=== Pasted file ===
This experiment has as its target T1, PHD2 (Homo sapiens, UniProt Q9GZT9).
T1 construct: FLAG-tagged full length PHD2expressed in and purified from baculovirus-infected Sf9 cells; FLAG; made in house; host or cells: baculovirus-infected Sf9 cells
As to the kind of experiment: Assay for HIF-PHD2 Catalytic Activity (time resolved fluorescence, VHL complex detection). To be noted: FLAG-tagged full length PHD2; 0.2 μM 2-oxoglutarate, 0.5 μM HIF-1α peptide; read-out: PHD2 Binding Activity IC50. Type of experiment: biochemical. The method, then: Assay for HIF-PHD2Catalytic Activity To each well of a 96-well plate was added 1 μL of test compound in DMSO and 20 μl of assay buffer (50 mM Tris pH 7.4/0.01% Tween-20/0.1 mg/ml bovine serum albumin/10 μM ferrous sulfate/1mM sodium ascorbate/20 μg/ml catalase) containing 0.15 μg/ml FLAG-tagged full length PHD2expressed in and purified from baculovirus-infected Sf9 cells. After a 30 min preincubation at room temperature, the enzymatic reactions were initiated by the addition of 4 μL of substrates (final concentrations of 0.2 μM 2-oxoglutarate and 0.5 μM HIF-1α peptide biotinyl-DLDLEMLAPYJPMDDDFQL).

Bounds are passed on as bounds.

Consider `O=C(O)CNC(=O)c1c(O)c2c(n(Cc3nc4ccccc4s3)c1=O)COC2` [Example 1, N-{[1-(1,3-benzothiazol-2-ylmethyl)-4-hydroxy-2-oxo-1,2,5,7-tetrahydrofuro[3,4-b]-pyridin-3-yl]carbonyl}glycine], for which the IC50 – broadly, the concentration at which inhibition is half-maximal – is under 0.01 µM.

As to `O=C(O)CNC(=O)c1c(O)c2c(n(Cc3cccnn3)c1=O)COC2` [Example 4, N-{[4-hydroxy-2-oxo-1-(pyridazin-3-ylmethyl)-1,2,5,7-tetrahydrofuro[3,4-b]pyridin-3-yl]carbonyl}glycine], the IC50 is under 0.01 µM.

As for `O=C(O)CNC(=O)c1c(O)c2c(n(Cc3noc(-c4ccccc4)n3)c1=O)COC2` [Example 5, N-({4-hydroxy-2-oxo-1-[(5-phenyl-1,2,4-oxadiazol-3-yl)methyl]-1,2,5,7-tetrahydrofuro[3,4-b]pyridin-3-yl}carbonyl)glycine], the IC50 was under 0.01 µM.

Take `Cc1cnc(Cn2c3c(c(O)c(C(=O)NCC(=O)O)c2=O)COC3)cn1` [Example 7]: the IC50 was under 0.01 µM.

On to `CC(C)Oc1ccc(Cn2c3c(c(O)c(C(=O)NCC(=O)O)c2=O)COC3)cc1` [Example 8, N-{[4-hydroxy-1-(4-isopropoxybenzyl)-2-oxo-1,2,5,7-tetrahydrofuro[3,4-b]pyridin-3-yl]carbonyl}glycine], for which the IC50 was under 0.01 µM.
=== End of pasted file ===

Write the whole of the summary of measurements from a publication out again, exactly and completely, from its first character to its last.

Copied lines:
This experiment has as its target T1, PHD2 (Homo sapiens, UniProt Q9GZT9).
T1 construct: FLAG-tagged full length PHD2expressed in and purified from baculovirus-infected Sf9 cells; FLAG; made in house; host or cells: baculovirus-infected Sf9 cells
As to the kind of experiment: Assay for HIF-PHD2 Catalytic Activity (time resolved fluorescence, VHL complex detection). To be noted: FLAG-tagged full length PHD2; 0.2 μM 2-oxoglutarate, 0.5 μM HIF-1α peptide; read-out: PHD2 Binding Activity IC50. Type of experiment: biochemical. The method, then: Assay for HIF-PHD2Catalytic Activity To each well of a 96-well plate was added 1 μL of test compound in DMSO and 20 μl of assay buffer (50 mM Tris pH 7.4/0.01% Tween-20/0.1 mg/ml bovine serum albumin/10 μM ferrous sulfate/1mM sodium ascorbate/20 μg/ml catalase) containing 0.15 μg/ml FLAG-tagged full length PHD2expressed in and purified from baculovirus-infected Sf9 cells. After a 30 min preincubation at room temperature, the enzymatic reactions were initiated by the addition of 4 μL of substrates (final concentrations of 0.2 μM 2-oxoglutarate and 0.5 μM HIF-1α peptide biotinyl-DLDLEMLAPYJPMDDDFQL).

Bounds are passed on as bounds.

Consider `O=C(O)CNC(=O)c1c(O)c2c(n(Cc3nc4ccccc4s3)c1=O)COC2` [Example 1, N-{[1-(1,3-benzothiazol-2-ylmethyl)-4-hydroxy-2-oxo-1,2,5,7-tetrahydrofuro[3,4-b]-pyridin-3-yl]carbonyl}glycine], for which the IC50 – broadly, the concentration at which inhibition is half-maximal – is under 0.01 µM.

As to `O=C(O)CNC(=O)c1c(O)c2c(n(Cc3cccnn3)c1=O)COC2` [Example 4, N-{[4-hydroxy-2-oxo-1-(pyridazin-3-ylmethyl)-1,2,5,7-tetrahydrofuro[3,4-b]pyridin-3-yl]carbonyl}glycine], the IC50 is under 0.01 µM.

As for `O=C(O)CNC(=O)c1c(O)c2c(n(Cc3noc(-c4ccccc4)n3)c1=O)COC2` [Example 5, N-({4-hydroxy-2-oxo-1-[(5-phenyl-1,2,4-oxadiazol-3-yl)methyl]-1,2,5,7-tetrahydrofuro[3,4-b]pyridin-3-yl}carbonyl)glycine], the IC50 was under 0.01 µM.

Take `Cc1cnc(Cn2c3c(c(O)c(C(=O)NCC(=O)O)c2=O)COC3)cn1` [Example 7]: the IC50 was under 0.01 µM.

On to `CC(C)Oc1ccc(Cn2c3c(c(O)c(C(=O)NCC(=O)O)c2=O)COC3)cc1` [Example 8, N-{[4-hydroxy-1-(4-isopropoxybenzyl)-2-oxo-1,2,5,7-tetrahydrofuro[3,4-b]pyridin-3-yl]carbonyl}glycine], for which the IC50 was under 0.01 µM.